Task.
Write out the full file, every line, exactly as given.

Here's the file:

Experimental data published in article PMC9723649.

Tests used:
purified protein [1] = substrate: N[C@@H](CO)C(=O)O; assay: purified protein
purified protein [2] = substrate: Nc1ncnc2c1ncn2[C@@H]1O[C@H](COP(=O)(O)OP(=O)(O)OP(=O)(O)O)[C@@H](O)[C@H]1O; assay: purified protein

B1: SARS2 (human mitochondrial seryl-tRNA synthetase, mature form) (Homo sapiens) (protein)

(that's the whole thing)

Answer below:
Experimental data published in article PMC9723649.

Tests used:
purified protein [1] = substrate: N[C@@H](CO)C(=O)O; assay: purified protein
purified protein [2] = substrate: Nc1ncnc2c1ncn2[C@@H]1O[C@H](COP(=O)(O)OP(=O)(O)OP(=O)(O)O)[C@@H](O)[C@H]1O; assay: purified protein

B1: SARS2 (human mitochondrial seryl-tRNA synthetase, mature form) (Homo sapiens) (protein)